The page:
Because Ohio is an at-will employment state, employers can terminate an employee any time for any legal reason, including expressing their belief in marijuana legalization, said Summit County Common Pleas Court Judge Joy Malek Oldfield, who presides over the felony drug court known as the Turning Point Program. This termination would be justified as long as there isn't a discriminatory component due to the employee being part of a protected class, she added.
Dr. Doug Smith, chief clinical officer of Summit County’s Alcohol, Drug Addiction & Mental Health Services Board (ADM Board), said there isn’t currently a way for an employer to test present marijuana impairment of an employee.
What are the developments with marijuana impairment testing?
Overall, Oldfield said impairment testing is imperfect.
The Turning Point Program tests participants’ marijuana use over time via urine and hair follicle testing. Urinalysis can detect marijuana in a person’s system for up to 30 to 45 days after their last use. Hair testing can detect marijuana use among heavy users dating back three months, according to a Drug and Alcohol Review study.
Smith made a comparison to alcohol to describe how people’s in-the-moment use of marijuana could be best tested.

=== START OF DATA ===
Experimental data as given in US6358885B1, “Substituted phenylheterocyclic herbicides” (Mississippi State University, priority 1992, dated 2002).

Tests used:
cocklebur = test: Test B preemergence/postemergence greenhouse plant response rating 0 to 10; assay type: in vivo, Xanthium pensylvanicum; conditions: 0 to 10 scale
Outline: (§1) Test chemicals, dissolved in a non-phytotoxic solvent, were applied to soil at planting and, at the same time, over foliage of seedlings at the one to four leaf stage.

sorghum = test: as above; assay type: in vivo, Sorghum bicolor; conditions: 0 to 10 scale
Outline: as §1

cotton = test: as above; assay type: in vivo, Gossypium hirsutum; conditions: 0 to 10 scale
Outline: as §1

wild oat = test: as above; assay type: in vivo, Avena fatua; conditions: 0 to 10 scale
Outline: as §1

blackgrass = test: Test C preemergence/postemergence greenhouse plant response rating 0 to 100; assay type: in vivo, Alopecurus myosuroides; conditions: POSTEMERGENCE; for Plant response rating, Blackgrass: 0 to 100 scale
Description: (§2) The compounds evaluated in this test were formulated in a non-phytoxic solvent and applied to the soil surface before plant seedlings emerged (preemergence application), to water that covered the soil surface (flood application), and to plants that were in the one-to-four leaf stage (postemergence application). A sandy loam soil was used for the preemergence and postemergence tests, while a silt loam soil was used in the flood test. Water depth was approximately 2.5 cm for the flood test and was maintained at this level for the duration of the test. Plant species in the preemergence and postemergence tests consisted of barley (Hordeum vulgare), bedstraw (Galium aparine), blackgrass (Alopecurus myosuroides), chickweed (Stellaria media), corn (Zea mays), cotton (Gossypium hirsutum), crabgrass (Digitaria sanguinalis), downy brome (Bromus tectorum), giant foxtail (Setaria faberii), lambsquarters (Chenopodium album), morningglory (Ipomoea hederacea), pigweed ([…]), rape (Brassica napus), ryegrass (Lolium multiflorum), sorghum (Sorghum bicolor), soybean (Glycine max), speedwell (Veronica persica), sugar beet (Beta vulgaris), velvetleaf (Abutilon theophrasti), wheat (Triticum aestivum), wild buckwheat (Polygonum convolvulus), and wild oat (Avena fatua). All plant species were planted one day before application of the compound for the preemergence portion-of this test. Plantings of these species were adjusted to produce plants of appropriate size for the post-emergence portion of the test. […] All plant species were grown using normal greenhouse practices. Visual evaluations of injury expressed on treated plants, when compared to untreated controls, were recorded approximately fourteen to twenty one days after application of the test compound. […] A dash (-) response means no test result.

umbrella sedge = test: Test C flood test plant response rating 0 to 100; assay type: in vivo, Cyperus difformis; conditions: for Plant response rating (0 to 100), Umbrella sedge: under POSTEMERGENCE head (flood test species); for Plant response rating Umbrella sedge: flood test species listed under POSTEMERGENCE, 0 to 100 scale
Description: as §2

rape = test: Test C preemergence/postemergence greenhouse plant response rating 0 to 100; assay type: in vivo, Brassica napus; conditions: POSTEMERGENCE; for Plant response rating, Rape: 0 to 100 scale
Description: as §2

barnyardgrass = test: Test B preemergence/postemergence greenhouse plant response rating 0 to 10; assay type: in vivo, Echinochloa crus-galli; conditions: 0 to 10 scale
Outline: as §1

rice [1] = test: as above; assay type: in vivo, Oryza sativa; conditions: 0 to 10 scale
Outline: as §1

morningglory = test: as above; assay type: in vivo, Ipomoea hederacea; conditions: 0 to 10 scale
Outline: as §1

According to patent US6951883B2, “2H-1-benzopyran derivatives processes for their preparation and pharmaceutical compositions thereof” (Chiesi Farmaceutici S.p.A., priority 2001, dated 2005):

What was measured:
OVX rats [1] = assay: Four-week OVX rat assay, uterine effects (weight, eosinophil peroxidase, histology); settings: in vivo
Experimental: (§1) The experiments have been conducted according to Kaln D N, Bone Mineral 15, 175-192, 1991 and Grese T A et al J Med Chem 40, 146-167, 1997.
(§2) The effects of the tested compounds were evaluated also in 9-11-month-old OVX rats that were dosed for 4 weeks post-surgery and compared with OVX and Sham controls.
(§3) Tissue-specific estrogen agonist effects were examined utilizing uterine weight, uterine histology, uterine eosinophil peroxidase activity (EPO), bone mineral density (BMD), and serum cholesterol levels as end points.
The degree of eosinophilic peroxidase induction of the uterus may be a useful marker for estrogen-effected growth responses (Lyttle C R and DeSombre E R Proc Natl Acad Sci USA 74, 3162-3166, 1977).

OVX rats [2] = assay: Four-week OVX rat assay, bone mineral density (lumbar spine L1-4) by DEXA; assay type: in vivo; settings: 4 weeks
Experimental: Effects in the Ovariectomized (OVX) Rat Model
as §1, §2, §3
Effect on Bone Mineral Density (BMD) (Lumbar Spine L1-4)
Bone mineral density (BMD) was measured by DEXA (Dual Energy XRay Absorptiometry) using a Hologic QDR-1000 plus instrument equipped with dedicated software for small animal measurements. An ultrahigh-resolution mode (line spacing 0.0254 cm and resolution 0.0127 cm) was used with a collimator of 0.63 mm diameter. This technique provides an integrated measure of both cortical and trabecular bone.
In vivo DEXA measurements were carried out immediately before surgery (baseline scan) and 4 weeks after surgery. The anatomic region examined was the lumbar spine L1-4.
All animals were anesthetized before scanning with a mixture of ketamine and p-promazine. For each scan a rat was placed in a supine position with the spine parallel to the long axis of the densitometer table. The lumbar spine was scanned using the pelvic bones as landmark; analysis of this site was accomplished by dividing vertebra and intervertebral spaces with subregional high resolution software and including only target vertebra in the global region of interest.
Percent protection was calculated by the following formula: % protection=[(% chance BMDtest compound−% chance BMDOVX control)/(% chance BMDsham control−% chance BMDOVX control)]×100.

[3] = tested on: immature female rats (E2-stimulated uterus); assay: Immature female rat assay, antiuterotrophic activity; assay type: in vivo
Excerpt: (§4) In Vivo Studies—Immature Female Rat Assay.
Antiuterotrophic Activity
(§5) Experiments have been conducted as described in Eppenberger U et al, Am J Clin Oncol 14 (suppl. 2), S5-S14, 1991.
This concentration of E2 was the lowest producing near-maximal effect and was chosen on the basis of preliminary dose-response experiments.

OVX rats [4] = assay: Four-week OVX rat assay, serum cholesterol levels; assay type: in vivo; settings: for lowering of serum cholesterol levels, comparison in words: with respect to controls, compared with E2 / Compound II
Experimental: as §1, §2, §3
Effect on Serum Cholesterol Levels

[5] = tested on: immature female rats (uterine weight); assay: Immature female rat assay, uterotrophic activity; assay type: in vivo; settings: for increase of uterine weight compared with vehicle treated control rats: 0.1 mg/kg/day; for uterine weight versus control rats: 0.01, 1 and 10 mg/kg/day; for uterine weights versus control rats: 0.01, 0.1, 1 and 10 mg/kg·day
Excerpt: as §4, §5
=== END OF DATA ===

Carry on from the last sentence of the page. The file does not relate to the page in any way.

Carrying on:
“What do we know marijuana does to our nervous system, and how do we test the person?” he asked. “Like, if you think about somebody who is using alcohol—that affects the back of the brain, the balance system, and we make them walk on a line.”
Will law enforcement be able to conduct roadside tests to detect recent marijuana use?
“That is a big issue,” Ferrise said, “because unlike alcohol, it's not something where you can have a simple breathalyzer test, so it’s an open-ended question.”
Oldfield added: “That, I think, has always been a challenge, and particularly in some states where it’s what they call a ‘per se’ violation, meaning if we test you and it appears in your blood stream, then you are automatically charged with whatever the offense is, typically an OVI, when in reality, you may not have been impaired.” Ohio has per se violations for OVIs on the books.
The judge noted the National Highway Traffic Safety Administration has implemented protocols for law enforcement to determine if a driver is under the influence of alcohol or drugs.
However, she said drug impairment testing overall “isn't a perfect science.“
"We know that the alcohol impairment studies — the roadside, et cetera — those aren’t a perfect science, either," she said.
What are the harms of marijuana use among teens?
Young adult and adolescent use can impact brain development, learning, coordination and more, according to the Mayo Clinic website.